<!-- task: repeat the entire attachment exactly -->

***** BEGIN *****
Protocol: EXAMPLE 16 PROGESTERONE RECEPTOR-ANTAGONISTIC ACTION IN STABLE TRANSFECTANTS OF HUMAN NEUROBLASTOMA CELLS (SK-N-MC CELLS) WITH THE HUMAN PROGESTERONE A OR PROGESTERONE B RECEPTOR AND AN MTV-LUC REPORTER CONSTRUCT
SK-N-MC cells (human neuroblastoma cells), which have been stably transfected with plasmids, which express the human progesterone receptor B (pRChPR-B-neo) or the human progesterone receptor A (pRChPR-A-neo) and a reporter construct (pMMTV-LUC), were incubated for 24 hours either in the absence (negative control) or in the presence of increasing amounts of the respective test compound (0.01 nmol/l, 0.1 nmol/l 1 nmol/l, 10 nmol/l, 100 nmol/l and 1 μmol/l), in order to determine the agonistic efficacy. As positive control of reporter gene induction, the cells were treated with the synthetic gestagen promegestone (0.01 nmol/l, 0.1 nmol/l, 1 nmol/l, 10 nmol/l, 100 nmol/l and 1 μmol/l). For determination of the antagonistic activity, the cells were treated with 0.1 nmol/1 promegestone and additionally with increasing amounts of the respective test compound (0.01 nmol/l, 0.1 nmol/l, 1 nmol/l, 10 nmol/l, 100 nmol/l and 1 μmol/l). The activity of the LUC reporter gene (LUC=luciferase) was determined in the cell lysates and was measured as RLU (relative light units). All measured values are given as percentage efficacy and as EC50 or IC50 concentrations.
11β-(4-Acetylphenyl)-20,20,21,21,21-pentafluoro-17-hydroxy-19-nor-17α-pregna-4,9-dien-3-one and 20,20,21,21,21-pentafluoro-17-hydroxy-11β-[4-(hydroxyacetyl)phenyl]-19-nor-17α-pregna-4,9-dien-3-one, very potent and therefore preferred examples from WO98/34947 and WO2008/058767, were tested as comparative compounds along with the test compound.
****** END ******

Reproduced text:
Protocol: EXAMPLE 16 PROGESTERONE RECEPTOR-ANTAGONISTIC ACTION IN STABLE TRANSFECTANTS OF HUMAN NEUROBLASTOMA CELLS (SK-N-MC CELLS) WITH THE HUMAN PROGESTERONE A OR PROGESTERONE B RECEPTOR AND AN MTV-LUC REPORTER CONSTRUCT
SK-N-MC cells (human neuroblastoma cells), which have been stably transfected with plasmids, which express the human progesterone receptor B (pRChPR-B-neo) or the human progesterone receptor A (pRChPR-A-neo) and a reporter construct (pMMTV-LUC), were incubated for 24 hours either in the absence (negative control) or in the presence of increasing amounts of the respective test compound (0.01 nmol/l, 0.1 nmol/l 1 nmol/l, 10 nmol/l, 100 nmol/l and 1 μmol/l), in order to determine the agonistic efficacy. As positive control of reporter gene induction, the cells were treated with the synthetic gestagen promegestone (0.01 nmol/l, 0.1 nmol/l, 1 nmol/l, 10 nmol/l, 100 nmol/l and 1 μmol/l). For determination of the antagonistic activity, the cells were treated with 0.1 nmol/1 promegestone and additionally with increasing amounts of the respective test compound (0.01 nmol/l, 0.1 nmol/l, 1 nmol/l, 10 nmol/l, 100 nmol/l and 1 μmol/l). The activity of the LUC reporter gene (LUC=luciferase) was determined in the cell lysates and was measured as RLU (relative light units). All measured values are given as percentage efficacy and as EC50 or IC50 concentrations.
11β-(4-Acetylphenyl)-20,20,21,21,21-pentafluoro-17-hydroxy-19-nor-17α-pregna-4,9-dien-3-one and 20,20,21,21,21-pentafluoro-17-hydroxy-11β-[4-(hydroxyacetyl)phenyl]-19-nor-17α-pregna-4,9-dien-3-one, very potent and therefore preferred examples from WO98/34947 and WO2008/058767, were tested as comparative compounds along with the test compound.